StreetsofBeige

Gold Member
Any kind of quick rich retirement plan always assume the following:

1. You make good money and can invest a bunch every month

2. (which relates to #1), you dont have a big family which you need to save for a rainy day, and pay for kids stuff

3. The stock market keeps going up (index fund) and you got in at a good time

4. The stocks you pick keep going up and don't go broke. You picked them at the right time

And if you only have a little money to invest, you either go index fund (slower growth), or roll the dice on picking a couple stocks and they do well (all eggs in one basket).

People will say. Well, look at the indexes and company stock prices. Impossible to lose. They always go up. Ya, they do for good companies that survive. The ones that are stagnant or die disappear so you hear about them anymore. Also, indexes are made to naturally go up since they rotate companies in and out cherry picking good ones. It is a total lie that "these companies represent the economy" since the economy is also based off small companies and losers.

Check out the list of Dow Components. The farther you go back, the more crud you see. But at some point Dow cuts the cord and subs in a better company.

 
Last edited:

Maiden Voyage

Gold™ Member
What tools does FinanceGAF use to track net worth or other finances? I've been using a custom spreadsheet that I have been slowly developing over the last 5 or so years to consolidate all info in one place.

I was updating the monthly totals this morning to get a feel for how the month has fared and I'm absolutely in blown away by the progress made these past 5 years. What once took several months to see big movements in total net worth now takes 1 month.
 

StreetsofBeige

Gold Member
What tools does FinanceGAF use to track net worth or other finances? I've been using a custom spreadsheet that I have been slowly developing over the last 5 or so years to consolidate all info in one place.

I was updating the monthly totals this morning to get a feel for how the month has fared and I'm absolutely in blown away by the progress made these past 5 years. What once took several months to see big movements in total net worth now takes 1 month.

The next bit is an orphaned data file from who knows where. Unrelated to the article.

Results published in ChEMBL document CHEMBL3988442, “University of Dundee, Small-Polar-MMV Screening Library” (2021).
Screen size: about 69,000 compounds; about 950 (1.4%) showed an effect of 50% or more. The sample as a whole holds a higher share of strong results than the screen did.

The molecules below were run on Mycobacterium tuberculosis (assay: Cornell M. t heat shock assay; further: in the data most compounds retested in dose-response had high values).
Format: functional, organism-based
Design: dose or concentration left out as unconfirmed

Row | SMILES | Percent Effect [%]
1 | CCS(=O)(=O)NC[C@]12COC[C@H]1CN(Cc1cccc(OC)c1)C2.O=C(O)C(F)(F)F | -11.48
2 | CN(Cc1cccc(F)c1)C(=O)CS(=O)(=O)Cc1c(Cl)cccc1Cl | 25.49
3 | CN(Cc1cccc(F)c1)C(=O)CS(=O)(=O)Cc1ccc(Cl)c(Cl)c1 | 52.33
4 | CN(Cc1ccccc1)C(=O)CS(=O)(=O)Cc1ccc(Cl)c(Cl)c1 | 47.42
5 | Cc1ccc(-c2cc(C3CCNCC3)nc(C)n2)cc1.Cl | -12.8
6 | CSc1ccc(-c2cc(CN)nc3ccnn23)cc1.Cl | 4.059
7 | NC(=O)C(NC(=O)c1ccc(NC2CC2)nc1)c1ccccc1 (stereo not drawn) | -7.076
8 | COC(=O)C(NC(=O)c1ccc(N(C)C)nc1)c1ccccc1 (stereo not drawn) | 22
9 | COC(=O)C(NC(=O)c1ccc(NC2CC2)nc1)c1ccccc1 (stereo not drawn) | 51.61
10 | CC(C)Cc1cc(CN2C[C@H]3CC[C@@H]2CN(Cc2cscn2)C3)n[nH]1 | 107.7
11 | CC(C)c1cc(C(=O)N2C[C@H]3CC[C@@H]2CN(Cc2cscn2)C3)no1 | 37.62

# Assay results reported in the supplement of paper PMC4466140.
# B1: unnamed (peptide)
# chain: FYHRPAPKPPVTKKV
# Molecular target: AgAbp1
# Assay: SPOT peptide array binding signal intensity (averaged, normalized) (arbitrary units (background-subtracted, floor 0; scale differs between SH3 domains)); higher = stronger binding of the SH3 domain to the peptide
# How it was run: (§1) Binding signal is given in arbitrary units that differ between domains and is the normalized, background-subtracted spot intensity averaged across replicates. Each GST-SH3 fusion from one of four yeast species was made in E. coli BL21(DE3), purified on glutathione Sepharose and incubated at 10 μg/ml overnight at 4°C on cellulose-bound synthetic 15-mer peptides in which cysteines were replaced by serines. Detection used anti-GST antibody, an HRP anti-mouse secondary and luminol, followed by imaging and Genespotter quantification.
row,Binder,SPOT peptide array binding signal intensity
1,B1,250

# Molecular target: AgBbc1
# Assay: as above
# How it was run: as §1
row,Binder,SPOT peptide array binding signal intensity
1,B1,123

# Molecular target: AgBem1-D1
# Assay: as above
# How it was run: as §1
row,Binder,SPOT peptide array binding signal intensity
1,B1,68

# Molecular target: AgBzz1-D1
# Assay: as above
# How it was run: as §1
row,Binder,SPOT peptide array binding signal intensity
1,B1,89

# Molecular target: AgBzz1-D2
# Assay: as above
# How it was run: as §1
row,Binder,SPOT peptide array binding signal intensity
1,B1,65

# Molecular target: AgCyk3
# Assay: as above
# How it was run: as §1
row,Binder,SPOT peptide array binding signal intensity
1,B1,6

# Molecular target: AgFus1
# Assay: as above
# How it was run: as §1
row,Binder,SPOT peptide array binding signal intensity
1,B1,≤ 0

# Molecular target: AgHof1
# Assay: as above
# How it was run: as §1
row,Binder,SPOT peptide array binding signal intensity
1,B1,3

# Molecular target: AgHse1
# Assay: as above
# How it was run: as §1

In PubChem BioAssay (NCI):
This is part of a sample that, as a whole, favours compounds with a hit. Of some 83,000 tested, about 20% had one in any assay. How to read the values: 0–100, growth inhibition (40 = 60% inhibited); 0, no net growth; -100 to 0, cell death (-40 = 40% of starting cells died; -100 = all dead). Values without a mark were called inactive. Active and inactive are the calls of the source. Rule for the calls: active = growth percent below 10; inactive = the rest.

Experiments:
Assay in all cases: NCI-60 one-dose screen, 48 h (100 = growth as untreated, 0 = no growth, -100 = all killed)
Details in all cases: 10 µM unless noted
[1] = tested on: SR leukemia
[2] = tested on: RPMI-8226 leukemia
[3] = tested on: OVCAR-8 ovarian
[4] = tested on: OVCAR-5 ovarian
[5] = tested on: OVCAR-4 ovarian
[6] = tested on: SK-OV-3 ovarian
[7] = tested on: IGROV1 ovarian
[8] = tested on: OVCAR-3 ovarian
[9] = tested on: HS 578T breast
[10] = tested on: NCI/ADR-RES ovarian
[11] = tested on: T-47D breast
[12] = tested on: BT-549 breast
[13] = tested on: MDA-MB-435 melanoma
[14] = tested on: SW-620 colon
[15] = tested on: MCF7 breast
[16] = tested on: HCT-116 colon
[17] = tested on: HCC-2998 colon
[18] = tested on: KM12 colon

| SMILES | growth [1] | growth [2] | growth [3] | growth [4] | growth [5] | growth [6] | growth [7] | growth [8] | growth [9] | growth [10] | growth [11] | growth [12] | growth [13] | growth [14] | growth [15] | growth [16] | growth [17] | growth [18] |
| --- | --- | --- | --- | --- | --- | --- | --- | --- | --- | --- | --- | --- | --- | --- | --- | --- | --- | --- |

I do a spreadsheet as well. Just good old Excel. I update it a couple times a year.
 

sackings

Member
I mean its possible depending on your starting point. But some kid starting from nothing? Pretty much impossible unless you invested in BTC or something. As we all know wealth gain isnt linear and the first "chunk", say 100k, is the one that takes the most effort.
 

AJUMP23

Member
What tools does FinanceGAF use to track net worth or other finances? I've been using a custom spreadsheet that I have been slowly developing over the last 5 or so years to consolidate all info in one place.
Personal Finance Tools, Wealth Management, Guides | Personal Capital

Some good tools. I do have some import errors on one of my accounts, but I am not sure why. If you do use it they will call you and want you to give them a shot at being the manager. But you can just say no. IF you do want to sign up let me use my referral code.

Referral CODE: https://pcap.rocks/a45552
 

Raven117

Member
it doesn't have to be extreme. find your own balance.

key is to manage debt to a minimum, start investing early, and keep the investing compounding. the rest is easy after that. the level of fun and spending is really personal preference.
This.

Just eating ramen is not a great plan as you will likely go crazy. You need to find a balance of enjoying some of the fruits of your labor, but heavily investing, no debt, live frugally otherwise.

sooner the better on all of that.
 

KielCasto

Member
I learned about FIRE from The Plain Bagel.
I don’t like the extremes of FIRE, but I do think it can teach someone how to be mindful of their personal finance. Like me 😆
 

Raven117

Member
I learned about FIRE from The Plain Bagel.
I don’t like the extremes of FIRE, but I do think it can teach someone how to be mindful of their personal finance. Like me 😆
Good video.

It really does simply come down to "invest as early and as much as you can as often as you can while balancing some sort of lifestyle where you can enjoy some of the fruits of your labor."
 

Nester99

Member
The most interesting thing about people who advocate FIRE lifestyle to me is, most of them I talk to had no money in the market in 2001 and 2008.
 
Can you really live that frugally for so long, and how is that impacting your quality of life?